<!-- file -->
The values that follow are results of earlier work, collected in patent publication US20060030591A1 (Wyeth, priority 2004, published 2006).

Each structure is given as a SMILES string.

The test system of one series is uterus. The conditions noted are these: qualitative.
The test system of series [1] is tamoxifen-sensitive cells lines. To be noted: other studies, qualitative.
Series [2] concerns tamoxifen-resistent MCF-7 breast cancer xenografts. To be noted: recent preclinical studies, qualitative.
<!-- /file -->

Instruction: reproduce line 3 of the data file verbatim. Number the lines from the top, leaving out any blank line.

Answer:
The test system of one series is uterus. The conditions noted are these: qualitative.